Monday’s papers are replete with news pertaining to the legal investigations against TV comedian Bassem Youssef, who is charged with insulting President Mohamed Morsy and Islam. Also topping the news is a nationwide railroad workers’ strike scheduled to commence today, alongside news about conservatives’ protests against Iranian tourists in Egypt amid a wave of anti-Shia sectarian sentiment.
Youssef, commonly described as being Egypt’s Jon Stewart, was the target of an arrest warrant from the Public Prosecution on 30 March. Youssef appeared for questioning at the prosecution’s office Sunday and was released on LE15,000 bail, pending investigations.
Privately owned Al-Watan newspaper’s subheadline for its main story on Youssef’s court appearance reads “American media: Bassem is a serious threat to Morsy’s regime.” The article mentions that both the New York Times and Washington Post made this claim, and also highlights episodes six, 12, 14 and 14 of Youssef’s “al-Bernameg” (“the program”) that are singled out as defaming Morsy and Islam.
On its front page, privately owned Youm7 newspaper runs a large photo of the comedian donning an extra-large version of the hat recently worn by Morsy in Pakistan when he was awarded an honorary doctorate degree. “Bassem Youssef confronts the general prosecutor while wearing the president’s pot.”
The paper reports that Youssef’s supporters thronged him while he posed for photos wearing the gargantuan black hat outside the Public Prosecution’s office. Supporters also yelled slogans against Morsy and Prosecutor General Talaat Abdallah, chanting “the people demand freedom of the media.”
Meanwhile, privately owned Al-Shorouk newspaper writes that “Bassem Youssef prepares his upcoming episode with footage from his investigations by prosecutors,” and adds that the episode is expected to draw a record audience Friday.
In other news, today’s papers are reporting on a fresh nationwide railway workers’ strike that a comprehensive work-stoppage by train drivers, conductors, fare-collectors, along with service and maintenance personnel all across the country.
Al-Watan runs a headline reading: “Egypt’s trains sound the whistles of the revolution at midnight,” while state-run Al-Akhbar writes “Egyptian National Railways Authority (ENRA) resorts to army to operate trains.”
Al-Akhbar reports that the ENRA’s train drivers, conductors, fare-collectors, service and maintenance workers had failed to reach an agreement with authorities on Sunday and thus are embarking on nationwide work-stoppages. The article mentions that striking workers have opted to stay home rather than protest at their workplaces, to avoid confrontations with passengers and commuters.
Al-Akhbar also mentions the workers’ unmet demands, which include a meager payment of nine piasters (around one US cent) for each kilometer a train driver covers and paid weekends and holidays for all ENRA workers. Other demands include hazard payments, safe working conditions, repairs to locomotives, air-conditioners for train operators and better maintenance of train carriages, machinery and tracks.
The state-owned paper quotes the chief of the ENRA as saying “we will not have our arms twisted” by the striking workers or their demands. Al-Akhbar adds that railway traffic will not be affected by the strike, as plans have been prepared for army engineers and workers to operate the trains.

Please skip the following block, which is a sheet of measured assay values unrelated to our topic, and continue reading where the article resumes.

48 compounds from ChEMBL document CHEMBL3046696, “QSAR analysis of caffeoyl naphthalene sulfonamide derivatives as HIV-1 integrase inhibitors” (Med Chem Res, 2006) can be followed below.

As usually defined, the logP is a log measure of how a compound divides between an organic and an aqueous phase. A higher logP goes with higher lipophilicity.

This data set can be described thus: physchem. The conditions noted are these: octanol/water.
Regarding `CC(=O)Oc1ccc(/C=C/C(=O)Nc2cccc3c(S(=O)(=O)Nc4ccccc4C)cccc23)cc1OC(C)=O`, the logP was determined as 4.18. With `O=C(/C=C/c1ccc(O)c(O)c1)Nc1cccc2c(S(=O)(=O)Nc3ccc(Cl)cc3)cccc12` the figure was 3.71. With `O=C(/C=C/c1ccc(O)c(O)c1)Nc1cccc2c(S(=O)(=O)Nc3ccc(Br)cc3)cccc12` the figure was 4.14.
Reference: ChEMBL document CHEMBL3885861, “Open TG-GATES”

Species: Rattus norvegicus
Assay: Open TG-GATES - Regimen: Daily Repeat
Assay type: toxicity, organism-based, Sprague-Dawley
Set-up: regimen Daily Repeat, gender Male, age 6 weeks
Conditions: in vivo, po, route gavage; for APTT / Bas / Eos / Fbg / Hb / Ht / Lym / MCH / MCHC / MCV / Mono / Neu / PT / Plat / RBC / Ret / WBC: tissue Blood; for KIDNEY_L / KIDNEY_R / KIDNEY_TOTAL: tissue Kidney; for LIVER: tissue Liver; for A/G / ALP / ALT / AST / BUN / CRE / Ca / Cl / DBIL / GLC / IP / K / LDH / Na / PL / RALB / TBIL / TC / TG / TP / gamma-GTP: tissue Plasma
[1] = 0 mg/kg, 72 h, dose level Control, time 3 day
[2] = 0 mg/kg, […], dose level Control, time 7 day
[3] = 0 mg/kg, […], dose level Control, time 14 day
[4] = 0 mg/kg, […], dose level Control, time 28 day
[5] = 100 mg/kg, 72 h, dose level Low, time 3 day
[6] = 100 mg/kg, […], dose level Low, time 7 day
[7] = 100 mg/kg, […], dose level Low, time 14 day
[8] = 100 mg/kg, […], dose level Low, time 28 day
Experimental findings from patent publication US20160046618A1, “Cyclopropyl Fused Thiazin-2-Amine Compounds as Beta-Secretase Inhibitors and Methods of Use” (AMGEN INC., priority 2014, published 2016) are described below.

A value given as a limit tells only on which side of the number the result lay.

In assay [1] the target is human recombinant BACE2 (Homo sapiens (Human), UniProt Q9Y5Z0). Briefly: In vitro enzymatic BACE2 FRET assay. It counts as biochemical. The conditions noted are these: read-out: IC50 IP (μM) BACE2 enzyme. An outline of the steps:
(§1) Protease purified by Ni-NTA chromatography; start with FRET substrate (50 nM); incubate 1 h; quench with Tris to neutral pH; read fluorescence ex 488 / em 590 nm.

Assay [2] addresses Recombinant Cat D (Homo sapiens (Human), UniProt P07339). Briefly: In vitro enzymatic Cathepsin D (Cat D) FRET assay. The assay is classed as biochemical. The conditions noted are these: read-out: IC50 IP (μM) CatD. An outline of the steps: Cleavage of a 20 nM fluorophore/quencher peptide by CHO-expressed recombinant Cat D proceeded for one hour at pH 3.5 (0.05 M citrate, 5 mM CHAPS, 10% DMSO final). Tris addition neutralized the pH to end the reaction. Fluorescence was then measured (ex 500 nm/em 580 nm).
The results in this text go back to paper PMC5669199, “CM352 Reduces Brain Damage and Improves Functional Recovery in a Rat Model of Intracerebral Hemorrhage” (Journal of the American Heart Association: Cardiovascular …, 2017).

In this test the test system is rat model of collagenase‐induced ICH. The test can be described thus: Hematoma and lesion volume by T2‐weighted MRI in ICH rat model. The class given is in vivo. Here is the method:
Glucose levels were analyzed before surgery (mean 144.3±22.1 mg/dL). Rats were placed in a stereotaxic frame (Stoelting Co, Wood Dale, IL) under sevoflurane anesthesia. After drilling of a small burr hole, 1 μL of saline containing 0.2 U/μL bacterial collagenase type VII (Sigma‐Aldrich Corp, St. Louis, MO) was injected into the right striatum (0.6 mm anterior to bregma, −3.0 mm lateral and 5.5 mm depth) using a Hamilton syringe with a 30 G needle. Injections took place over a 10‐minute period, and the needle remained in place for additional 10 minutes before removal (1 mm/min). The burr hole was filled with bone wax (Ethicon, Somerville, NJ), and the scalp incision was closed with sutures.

In other developments, a rising tide of conservative, anti-Iranian and anti-Shia sentiment is making headlines. Conservative Sunnis and Islamists have been protesting the arrival of Iranian (Shia) tourists to Egypt — despite the recent détente between Morsy and Iranian President Mahmoud Ahmadinejad.
Youm7 runs a photo of hard-line conservative Islamists and Salafis protesting outside Al-Azhar student dormitories in Eastern Cairo on Sunday, the protesters carry banners and signs reading “We refuse the presence of Iranian Shias in Egypt,” among other sectarian slogans.
This newspaper also runs a headline reading “Salafi Front: Brotherhood’s announcements regarding Iranian tourism in Egypt are provocative and ignorant.” A spokesman for the Salafi Front denounced the warming of relations between Egypt and Iran while warning against “the spread of Shia doctrines in Egypt,” which he describes as being “polytheistic.”
Al-Tahrir reports that a group of 46 Iranian tourists arrived in Aswan on Saturday — the first direct commercial flight from Iran to Egypt in over 30 years. The Egyptian tour operator deemed the trip a success, adding that the Iranian tourists had visited the Aswan High Dam, the Philae Temple, and were planning a Nile cruise to Luxor and then a trip to the Red Sea resort town of Hurghada.
Tour operators mentioned that, given the icy relations between Iran and Egypt over the past few decades, there are as of yet no Egyptian tour guides capable of speaking Farsi.
Al-Ahram: Daily, state-run, largest distribution in Egypt
Al-Akhbar: Daily, state-run, second to Al-Ahram in institutional size
Al-Gomhurriya: Daily, state-run
Rose al-Youssef: Daily, state-run
Al-Dostour: Daily, privately owned
Al-Shorouk: Daily, privately owned
Al-Watan: Daily, privately owned
Al-Wafd: Daily, published by the liberal Wafd Party
Youm7: Daily, privately owned
Al-Tahrir: Daily, privately owned
Al-Sabah: Daily, privately owned
Freedom and Justice: Daily, published by the Muslim Brotherhood's Freedom and Justice Party
Sawt al-Umma: Weekly, privately owned
Al-Arabi: Weekly, published by the Nasserist Party
Al-Nour: Official paper of the Salafi Nour Party